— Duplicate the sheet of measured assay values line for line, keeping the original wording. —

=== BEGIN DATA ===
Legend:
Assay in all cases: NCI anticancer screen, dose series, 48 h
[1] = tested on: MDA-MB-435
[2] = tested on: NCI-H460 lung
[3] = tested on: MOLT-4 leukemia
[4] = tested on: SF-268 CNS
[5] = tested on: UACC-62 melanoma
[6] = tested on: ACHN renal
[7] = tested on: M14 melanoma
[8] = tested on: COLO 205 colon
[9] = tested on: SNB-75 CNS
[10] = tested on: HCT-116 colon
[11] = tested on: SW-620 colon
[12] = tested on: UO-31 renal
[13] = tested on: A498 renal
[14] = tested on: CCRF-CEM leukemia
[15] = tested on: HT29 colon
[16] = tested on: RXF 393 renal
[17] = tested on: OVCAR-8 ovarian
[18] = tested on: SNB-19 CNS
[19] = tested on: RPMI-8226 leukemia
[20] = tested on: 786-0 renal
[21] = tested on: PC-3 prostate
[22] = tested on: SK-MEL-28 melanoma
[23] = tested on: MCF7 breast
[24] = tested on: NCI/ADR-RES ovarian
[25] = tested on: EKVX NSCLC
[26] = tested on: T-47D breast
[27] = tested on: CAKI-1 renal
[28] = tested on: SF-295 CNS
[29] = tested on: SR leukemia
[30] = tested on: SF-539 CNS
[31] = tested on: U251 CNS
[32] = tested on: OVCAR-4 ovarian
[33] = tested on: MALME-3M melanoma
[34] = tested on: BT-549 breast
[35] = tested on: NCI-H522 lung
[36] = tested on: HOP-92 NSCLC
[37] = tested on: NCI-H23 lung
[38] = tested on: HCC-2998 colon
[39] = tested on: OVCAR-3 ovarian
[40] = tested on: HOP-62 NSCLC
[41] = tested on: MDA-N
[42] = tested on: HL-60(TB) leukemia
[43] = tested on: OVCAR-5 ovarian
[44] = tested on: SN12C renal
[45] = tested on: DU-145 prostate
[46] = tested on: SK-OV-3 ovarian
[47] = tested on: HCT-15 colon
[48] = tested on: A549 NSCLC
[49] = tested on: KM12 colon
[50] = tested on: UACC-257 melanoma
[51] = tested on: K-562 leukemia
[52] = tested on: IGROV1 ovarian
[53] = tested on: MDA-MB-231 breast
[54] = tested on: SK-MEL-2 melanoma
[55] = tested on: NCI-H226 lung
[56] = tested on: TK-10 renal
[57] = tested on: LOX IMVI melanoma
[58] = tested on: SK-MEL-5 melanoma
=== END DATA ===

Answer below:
Legend:
Assay in all cases: NCI anticancer screen, dose series, 48 h
[1] = tested on: MDA-MB-435
[2] = tested on: NCI-H460 lung
[3] = tested on: MOLT-4 leukemia
[4] = tested on: SF-268 CNS
[5] = tested on: UACC-62 melanoma
[6] = tested on: ACHN renal
[7] = tested on: M14 melanoma
[8] = tested on: COLO 205 colon
[9] = tested on: SNB-75 CNS
[10] = tested on: HCT-116 colon
[11] = tested on: SW-620 colon
[12] = tested on: UO-31 renal
[13] = tested on: A498 renal
[14] = tested on: CCRF-CEM leukemia
[15] = tested on: HT29 colon
[16] = tested on: RXF 393 renal
[17] = tested on: OVCAR-8 ovarian
[18] = tested on: SNB-19 CNS
[19] = tested on: RPMI-8226 leukemia
[20] = tested on: 786-0 renal
[21] = tested on: PC-3 prostate
[22] = tested on: SK-MEL-28 melanoma
[23] = tested on: MCF7 breast
[24] = tested on: NCI/ADR-RES ovarian
[25] = tested on: EKVX NSCLC
[26] = tested on: T-47D breast
[27] = tested on: CAKI-1 renal
[28] = tested on: SF-295 CNS
[29] = tested on: SR leukemia
[30] = tested on: SF-539 CNS
[31] = tested on: U251 CNS
[32] = tested on: OVCAR-4 ovarian
[33] = tested on: MALME-3M melanoma
[34] = tested on: BT-549 breast
[35] = tested on: NCI-H522 lung
[36] = tested on: HOP-92 NSCLC
[37] = tested on: NCI-H23 lung
[38] = tested on: HCC-2998 colon
[39] = tested on: OVCAR-3 ovarian
[40] = tested on: HOP-62 NSCLC
[41] = tested on: MDA-N
[42] = tested on: HL-60(TB) leukemia
[43] = tested on: OVCAR-5 ovarian
[44] = tested on: SN12C renal
[45] = tested on: DU-145 prostate
[46] = tested on: SK-OV-3 ovarian
[47] = tested on: HCT-15 colon
[48] = tested on: A549 NSCLC
[49] = tested on: KM12 colon
[50] = tested on: UACC-257 melanoma
[51] = tested on: K-562 leukemia
[52] = tested on: IGROV1 ovarian
[53] = tested on: MDA-MB-231 breast
[54] = tested on: SK-MEL-2 melanoma
[55] = tested on: NCI-H226 lung
[56] = tested on: TK-10 renal
[57] = tested on: LOX IMVI melanoma
[58] = tested on: SK-MEL-5 melanoma